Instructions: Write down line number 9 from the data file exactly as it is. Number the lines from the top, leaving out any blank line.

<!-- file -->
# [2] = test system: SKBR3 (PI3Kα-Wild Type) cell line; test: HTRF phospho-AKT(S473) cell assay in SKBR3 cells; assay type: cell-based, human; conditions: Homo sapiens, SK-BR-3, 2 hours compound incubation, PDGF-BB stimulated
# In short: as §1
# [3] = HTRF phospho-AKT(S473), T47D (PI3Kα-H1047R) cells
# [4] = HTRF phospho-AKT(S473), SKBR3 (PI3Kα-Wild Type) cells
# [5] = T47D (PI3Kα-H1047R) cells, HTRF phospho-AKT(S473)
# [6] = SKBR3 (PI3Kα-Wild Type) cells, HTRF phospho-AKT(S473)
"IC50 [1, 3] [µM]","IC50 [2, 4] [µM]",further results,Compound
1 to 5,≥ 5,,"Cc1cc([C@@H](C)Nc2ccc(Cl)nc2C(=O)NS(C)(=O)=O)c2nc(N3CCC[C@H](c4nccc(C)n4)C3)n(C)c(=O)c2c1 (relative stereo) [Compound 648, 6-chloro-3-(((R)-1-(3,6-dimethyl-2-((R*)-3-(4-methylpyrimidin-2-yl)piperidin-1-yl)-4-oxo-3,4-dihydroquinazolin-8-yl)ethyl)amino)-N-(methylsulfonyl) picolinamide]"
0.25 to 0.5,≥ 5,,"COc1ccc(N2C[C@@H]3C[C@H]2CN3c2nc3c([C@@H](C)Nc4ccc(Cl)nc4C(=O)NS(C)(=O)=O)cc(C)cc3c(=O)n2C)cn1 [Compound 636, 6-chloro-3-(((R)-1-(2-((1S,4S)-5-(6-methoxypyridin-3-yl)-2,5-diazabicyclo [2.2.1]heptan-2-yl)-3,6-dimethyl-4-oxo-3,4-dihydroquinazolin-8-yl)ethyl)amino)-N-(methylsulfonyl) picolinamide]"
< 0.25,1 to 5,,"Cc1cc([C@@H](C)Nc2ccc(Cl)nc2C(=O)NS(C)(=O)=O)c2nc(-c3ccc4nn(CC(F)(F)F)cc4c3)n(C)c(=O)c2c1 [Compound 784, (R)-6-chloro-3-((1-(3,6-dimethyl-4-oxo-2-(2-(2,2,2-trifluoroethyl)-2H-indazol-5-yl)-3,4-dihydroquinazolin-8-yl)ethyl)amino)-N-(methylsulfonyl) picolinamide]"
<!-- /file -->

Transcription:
0.25 to 0.5,≥ 5,,"COc1ccc(N2C[C@@H]3C[C@H]2CN3c2nc3c([C@@H](C)Nc4ccc(Cl)nc4C(=O)NS(C)(=O)=O)cc(C)cc3c(=O)n2C)cn1 [Compound 636, 6-chloro-3-(((R)-1-(2-((1S,4S)-5-(6-methoxypyridin-3-yl)-2,5-diazabicyclo [2.2.1]heptan-2-yl)-3,6-dimethyl-4-oxo-3,4-dihydroquinazolin-8-yl)ethyl)amino)-N-(methylsulfonyl) picolinamide]"